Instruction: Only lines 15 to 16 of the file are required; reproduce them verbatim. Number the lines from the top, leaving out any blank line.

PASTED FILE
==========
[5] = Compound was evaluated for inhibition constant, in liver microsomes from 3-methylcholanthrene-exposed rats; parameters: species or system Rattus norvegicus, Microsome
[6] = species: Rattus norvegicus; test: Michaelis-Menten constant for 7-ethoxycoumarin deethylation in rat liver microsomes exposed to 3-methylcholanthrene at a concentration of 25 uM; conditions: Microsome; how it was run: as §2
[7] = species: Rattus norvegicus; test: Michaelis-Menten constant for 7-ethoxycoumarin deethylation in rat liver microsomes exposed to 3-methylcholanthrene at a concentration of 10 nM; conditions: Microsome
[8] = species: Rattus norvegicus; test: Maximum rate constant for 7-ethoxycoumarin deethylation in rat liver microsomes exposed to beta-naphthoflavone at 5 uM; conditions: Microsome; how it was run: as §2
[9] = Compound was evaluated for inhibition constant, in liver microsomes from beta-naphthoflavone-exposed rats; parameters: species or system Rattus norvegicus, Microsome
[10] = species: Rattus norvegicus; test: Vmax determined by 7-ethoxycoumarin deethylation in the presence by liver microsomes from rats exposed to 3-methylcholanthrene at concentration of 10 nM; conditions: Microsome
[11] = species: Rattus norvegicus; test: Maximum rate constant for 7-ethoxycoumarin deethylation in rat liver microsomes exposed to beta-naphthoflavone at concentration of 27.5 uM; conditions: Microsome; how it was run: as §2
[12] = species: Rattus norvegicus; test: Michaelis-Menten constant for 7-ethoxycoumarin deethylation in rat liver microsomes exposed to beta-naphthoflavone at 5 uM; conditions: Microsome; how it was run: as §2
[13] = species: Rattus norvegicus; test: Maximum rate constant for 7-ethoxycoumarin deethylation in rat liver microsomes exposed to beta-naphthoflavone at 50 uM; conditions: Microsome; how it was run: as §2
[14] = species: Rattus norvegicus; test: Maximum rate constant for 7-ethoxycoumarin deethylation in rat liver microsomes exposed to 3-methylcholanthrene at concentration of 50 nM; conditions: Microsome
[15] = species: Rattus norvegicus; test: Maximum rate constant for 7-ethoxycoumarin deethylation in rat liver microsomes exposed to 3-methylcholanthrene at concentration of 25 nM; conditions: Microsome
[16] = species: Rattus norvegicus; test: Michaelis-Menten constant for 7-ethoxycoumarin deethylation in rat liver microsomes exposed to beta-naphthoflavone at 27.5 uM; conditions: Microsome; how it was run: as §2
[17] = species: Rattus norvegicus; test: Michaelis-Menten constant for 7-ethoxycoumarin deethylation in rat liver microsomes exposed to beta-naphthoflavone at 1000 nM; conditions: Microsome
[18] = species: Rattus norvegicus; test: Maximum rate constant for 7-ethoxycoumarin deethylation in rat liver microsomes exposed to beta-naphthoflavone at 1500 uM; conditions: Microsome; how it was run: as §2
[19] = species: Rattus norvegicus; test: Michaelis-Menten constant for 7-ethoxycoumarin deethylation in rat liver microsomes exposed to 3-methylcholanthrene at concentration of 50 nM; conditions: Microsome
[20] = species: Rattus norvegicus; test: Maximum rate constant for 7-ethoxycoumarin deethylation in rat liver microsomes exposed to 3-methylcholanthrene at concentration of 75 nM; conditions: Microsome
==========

[19] = species: Rattus norvegicus; test: Michaelis-Menten constant for 7-ethoxycoumarin deethylation in rat liver microsomes exposed to 3-methylcholanthrene at concentration of 50 nM; conditions: Microsome
[20] = species: Rattus norvegicus; test: Maximum rate constant for 7-ethoxycoumarin deethylation in rat liver microsomes exposed to 3-methylcholanthrene at concentration of 75 nM; conditions: Microsome